Photo Credit: Nick Turchiaro-USA TODAY Sports
When the season ends and the ol’ news tap stops a-flowin’, most team-specific websites switch immediately into delivering some of the most predictable types of content imaginable. Season overviews! Player-by-player postmortems! Offseason game plans!
There are a whole lot of quiet months to fill, so I can be as guilty of that as the next guy, but for the love of god, let’s at least put a twist on it!
And so over the next couple of weeks I’m going to do just that, taking a look at the Blue Jays figures who take the most shit from the fan base and asking the question: do the haters have a point?
In our second instalment: Brett Cecil
Previously: Jose Bautista
Brett Cecil turned himself into a fantastic reliever for the Blue Jays in 2013.
That year he struck out 70 batters in 60 appearances, posting a 2.82 ERA, with a FIP and xFIP in line with that number. It was impressive stuff for a player in his first season in the role full time, let alone one coming off a 5.72 ERA season in 2012 that saw him make nine starts in Double-A after starting 48 times in the big leagues the two years previous.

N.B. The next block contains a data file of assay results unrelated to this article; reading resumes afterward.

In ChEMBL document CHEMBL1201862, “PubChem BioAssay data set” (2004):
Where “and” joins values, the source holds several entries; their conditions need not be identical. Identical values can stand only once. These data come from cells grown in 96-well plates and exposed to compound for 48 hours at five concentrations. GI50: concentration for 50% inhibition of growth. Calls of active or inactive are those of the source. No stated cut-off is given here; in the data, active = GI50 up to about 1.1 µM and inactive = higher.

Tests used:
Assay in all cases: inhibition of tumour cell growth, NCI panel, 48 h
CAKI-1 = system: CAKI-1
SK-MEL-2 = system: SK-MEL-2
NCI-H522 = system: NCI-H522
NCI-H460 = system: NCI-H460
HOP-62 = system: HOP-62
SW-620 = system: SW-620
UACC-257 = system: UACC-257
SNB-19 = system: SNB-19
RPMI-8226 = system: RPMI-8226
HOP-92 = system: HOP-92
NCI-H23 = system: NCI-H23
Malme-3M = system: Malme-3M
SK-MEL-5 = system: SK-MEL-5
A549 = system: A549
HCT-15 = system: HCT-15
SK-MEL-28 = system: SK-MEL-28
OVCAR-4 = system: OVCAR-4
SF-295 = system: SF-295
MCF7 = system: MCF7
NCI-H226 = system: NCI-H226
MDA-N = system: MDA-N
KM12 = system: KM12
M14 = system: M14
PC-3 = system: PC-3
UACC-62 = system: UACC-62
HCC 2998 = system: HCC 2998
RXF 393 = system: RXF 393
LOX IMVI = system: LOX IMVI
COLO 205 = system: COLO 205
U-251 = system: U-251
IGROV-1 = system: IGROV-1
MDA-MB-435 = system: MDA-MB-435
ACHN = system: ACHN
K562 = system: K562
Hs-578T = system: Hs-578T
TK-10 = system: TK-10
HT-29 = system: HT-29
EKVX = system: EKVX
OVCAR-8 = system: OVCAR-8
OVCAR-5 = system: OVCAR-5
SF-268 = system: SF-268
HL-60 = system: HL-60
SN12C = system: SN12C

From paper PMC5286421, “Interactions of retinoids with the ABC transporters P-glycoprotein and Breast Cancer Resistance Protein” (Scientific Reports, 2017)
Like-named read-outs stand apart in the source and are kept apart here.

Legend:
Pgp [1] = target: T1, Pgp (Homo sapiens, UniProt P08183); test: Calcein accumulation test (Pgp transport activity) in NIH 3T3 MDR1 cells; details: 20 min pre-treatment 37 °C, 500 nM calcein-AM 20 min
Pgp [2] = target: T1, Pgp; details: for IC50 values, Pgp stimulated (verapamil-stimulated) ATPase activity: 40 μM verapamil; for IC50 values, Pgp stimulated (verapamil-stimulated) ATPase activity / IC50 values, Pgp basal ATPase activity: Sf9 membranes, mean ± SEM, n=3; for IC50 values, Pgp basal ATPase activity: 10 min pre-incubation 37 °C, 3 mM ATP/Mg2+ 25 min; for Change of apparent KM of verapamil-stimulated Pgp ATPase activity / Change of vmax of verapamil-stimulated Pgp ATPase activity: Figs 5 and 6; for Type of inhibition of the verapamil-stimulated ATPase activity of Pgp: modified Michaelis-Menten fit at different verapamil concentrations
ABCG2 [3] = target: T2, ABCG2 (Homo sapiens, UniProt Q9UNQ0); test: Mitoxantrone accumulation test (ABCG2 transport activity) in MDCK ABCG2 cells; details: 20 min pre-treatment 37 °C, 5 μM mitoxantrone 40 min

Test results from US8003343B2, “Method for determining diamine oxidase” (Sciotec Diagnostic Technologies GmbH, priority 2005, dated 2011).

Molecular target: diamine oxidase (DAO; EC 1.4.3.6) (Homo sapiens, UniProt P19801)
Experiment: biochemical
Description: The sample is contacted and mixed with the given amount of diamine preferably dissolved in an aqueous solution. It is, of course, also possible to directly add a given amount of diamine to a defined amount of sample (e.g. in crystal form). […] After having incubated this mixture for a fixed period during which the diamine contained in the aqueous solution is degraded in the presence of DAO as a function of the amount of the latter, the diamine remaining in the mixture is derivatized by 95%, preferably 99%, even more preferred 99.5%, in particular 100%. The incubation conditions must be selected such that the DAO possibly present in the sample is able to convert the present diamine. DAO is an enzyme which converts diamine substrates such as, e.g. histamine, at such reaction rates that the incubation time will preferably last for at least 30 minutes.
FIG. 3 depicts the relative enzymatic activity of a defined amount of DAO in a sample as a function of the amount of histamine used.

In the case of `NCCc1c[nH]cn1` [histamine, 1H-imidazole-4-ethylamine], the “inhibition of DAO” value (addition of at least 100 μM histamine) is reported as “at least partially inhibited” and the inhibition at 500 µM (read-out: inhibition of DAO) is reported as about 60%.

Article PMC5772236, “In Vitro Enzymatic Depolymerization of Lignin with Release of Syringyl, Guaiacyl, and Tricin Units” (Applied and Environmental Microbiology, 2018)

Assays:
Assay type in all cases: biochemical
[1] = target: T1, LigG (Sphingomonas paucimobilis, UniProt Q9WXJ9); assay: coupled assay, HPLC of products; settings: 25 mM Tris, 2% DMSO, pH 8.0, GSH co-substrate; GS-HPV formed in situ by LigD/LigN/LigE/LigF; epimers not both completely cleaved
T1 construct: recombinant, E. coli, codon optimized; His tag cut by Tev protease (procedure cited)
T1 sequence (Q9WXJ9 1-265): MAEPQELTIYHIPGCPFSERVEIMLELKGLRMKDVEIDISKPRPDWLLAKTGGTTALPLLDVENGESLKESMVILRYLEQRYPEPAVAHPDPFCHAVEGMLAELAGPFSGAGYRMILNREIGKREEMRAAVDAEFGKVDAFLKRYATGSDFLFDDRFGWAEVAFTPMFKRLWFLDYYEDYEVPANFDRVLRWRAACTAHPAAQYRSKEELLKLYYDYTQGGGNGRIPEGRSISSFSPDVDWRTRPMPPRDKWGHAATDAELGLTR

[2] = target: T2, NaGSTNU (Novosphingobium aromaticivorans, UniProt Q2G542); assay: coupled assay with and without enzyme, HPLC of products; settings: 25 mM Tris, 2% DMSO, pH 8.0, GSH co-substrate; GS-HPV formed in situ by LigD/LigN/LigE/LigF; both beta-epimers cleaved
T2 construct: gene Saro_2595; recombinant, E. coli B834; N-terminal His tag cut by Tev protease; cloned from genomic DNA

The 2014 season was even better. Cecil established himself as one of the top lefty relievers in baseball, with a curveball so good he could get away with throwing it nearly 45% of the time. This time it was a 2.70 ERA, with even better peripherals, and 76 strikeouts in 53 innings.
Coming into 2015, Cecil was the next-longest tenured Blue Jays player, behind Jose Bautista, and a genuine weapon in a thin bullpen. He should have been a cherished member of the team, but I think we all know what happens next.
Looking back at the numbers, the way certain fans turned on Cecil seems even worse than I remembered.The last runs he’d allowed in 2014 were on August 2nd, having closed out the season with 19.2 scoreless innings, producing 33 strikeouts and just 12 hits and seven walks over that span. He only pitched four innings in Spring Training because of a sore shoulder, but they were fine — four strikeouts, three hits, one walk, no runs — and he began the season with four appearances in which he yielded no runs and one hit while striking out five and walking two.
Those numbers, though, were somewhat deceiving.